Unfortunately for us Indians fans, much of the rest of the team had fallen off in 2008, an the front office wasn't going to try to re-sign you when you hit free agency at the end of 2010. You were pitching well again in 2009, but the Tribe traded you to the Phillies. For a long time that deal look like a huge bust for the Tribe, but somewhat like you, Carlos Carrasco just needed a little extra time to piece it all together. He's awesome now. Thanks for being a part of that trade!

The Phillies traded you to the Mariners that offseason, and then the Mariners traded you to the Rangers the following July. The Phillies then decided they'd made a mistake, and signed you to a big contract after the 2010 season. By the time you suffered that elbow injury in 2014, you'd been an All-Star five times and you'd received votes in the Cy Young race six times.

It's natural that with all those accolades, you find yourself wondering if perhaps you're going to be voted into the Hall of Fame someday. I take no pleasure in telling you this, but I don't think Cooperstown is in your future. The six -year stretch from 2008 through 2013, during which you were arguably the best pitcher in baseball, that was absolutely a HOF peak. Baseball-Reference has you with 37.4 WAR for those years. Pitchers who put up 37.4 WAR over the course of just six seasons are almost all in the Hall of Fame; the thing is, that stretch didn't start until you were 29, and that's too late for a Hall of Famer to really get things going, unless they're Phil Niekro, and are going to play until they're 48. You've got the peak of a Hall of Famer, just not the longevity; the rate stats, but not the counting totals.

I could be wrong though. You were a better pitcher than Jack Morris, and he sure got a lot of support. What you did to overcome your early control and command problems was remarkable. From 2008 on, you walked just 1.33 batters per nine innings. Only three pitchers in the modern era retired with such a low walk rate, and the most recent of them was Babe Adams, who pitched half his career during the Dead Ball Era and called it quits 90 years ago. The 3.93 K/BB, 6.10 K/BB (4.91 by Halladay), 1.33 BB/9. You didn't just pitch to contact either, you struck guys out at a high clip too. Your strikeouts-to-walks ratio from 2008 on was 6.10, which looks like a typo. The record for highest career K/BB in the modern era is 4.38, by Curt Schilling, and for the last seven years of your career you were 40% better than that. Even including your rough early years, your career K/BB was 3.93, which ranks 4th among all retired pitchers with 1000+ innings in the modern era.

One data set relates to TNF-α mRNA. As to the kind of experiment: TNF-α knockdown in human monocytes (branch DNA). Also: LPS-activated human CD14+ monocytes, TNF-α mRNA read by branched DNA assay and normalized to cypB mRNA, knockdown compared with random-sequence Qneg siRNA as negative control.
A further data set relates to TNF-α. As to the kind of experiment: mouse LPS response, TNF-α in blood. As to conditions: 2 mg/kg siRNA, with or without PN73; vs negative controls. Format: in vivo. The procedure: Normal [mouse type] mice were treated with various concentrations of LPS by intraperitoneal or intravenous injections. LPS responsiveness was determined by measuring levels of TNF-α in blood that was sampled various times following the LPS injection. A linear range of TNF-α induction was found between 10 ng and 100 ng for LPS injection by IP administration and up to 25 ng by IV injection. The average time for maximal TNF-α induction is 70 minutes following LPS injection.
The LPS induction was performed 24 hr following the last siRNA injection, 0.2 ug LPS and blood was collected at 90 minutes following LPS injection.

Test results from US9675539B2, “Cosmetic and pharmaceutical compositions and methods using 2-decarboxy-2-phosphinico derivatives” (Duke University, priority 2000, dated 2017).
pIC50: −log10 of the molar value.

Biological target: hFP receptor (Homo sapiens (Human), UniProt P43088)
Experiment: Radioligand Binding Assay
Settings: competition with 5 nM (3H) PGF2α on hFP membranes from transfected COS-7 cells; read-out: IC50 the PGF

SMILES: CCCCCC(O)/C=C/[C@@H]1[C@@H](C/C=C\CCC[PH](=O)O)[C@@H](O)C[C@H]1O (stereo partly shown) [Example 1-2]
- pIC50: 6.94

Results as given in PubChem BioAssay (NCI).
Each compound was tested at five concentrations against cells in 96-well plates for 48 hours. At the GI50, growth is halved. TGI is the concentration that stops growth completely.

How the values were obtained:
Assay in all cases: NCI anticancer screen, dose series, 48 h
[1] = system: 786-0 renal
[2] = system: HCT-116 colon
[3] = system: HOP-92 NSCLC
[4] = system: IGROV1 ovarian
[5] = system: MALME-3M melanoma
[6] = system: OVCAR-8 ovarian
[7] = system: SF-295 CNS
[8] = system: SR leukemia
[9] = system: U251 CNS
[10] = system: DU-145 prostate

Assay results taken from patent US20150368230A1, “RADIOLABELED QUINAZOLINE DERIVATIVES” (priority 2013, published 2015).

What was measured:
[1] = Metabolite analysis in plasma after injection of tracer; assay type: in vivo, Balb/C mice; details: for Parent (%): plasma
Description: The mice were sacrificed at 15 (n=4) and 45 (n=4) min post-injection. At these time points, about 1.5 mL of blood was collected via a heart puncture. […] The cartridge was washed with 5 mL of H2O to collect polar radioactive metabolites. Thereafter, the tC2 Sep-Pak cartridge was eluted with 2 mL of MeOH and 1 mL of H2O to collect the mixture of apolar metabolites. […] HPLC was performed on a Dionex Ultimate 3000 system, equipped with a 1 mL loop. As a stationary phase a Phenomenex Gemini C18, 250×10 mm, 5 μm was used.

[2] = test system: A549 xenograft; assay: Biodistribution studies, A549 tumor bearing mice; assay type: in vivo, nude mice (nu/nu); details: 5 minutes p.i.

I'm sure you're looking forward to more time with your family, without the pressure of keeping yourself in playing shape. I imagine you're giving some thought to maybe going into coaching at some point. Whatever you learned before 2008... well, if you can teach it to others, you'll be ale to name your salary. Even without the Hall of Fame, you were incredible, Cliff. Don't ever let anyone tell you otherwise.

I'm also confident that in retirement you'll find time to do the reading you could never fit into your playing days. I'm sure you'll appreciate this letter, and I look forward to your reply.

With greatest admiration,